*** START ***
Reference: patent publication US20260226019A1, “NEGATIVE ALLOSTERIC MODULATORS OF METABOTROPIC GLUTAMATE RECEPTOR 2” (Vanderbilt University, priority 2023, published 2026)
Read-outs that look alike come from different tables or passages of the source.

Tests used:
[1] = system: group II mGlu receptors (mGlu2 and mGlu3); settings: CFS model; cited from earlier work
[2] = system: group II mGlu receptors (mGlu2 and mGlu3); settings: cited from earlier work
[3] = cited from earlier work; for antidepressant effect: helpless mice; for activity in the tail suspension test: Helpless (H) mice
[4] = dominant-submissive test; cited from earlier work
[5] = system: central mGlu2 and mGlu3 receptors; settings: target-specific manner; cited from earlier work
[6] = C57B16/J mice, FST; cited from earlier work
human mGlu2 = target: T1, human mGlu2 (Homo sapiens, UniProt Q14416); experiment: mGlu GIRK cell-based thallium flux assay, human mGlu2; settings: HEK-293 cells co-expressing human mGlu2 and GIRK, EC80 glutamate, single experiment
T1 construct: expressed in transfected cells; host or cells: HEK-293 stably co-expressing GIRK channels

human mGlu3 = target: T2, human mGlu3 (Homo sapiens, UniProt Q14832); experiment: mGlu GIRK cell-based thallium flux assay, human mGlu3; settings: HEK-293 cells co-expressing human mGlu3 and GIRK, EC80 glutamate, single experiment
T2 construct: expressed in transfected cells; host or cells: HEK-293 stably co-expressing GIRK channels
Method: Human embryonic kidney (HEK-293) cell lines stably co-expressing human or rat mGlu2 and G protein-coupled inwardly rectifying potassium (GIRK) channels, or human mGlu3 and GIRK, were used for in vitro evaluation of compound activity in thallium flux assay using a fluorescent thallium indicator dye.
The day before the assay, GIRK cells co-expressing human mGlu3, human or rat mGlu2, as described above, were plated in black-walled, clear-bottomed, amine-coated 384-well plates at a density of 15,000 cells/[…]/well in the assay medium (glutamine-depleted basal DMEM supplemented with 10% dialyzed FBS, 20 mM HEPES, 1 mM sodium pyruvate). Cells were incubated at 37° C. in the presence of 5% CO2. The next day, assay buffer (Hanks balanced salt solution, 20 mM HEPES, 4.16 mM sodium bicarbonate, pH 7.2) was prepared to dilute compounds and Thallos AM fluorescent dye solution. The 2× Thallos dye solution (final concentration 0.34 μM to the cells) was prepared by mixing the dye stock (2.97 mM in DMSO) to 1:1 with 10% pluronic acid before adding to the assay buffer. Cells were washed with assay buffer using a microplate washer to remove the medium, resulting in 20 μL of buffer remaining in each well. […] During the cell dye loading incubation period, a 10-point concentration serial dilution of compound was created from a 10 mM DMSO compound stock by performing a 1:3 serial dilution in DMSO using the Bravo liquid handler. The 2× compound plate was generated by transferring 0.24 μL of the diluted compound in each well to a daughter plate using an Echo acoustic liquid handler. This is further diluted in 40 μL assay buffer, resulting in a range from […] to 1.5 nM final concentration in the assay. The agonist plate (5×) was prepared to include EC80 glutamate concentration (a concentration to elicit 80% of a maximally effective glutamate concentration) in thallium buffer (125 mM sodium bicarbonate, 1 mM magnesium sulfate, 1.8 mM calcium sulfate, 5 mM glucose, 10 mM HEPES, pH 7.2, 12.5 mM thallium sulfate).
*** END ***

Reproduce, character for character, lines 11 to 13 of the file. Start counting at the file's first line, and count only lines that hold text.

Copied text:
T1 construct: expressed in transfected cells; host or cells: HEK-293 stably co-expressing GIRK channels

human mGlu3 = target: T2, human mGlu3 (Homo sapiens, UniProt Q14832); experiment: mGlu GIRK cell-based thallium flux assay, human mGlu3; settings: HEK-293 cells co-expressing human mGlu3 and GIRK, EC80 glutamate, single experiment
T2 construct: expressed in transfected cells; host or cells: HEK-293 stably co-expressing GIRK channels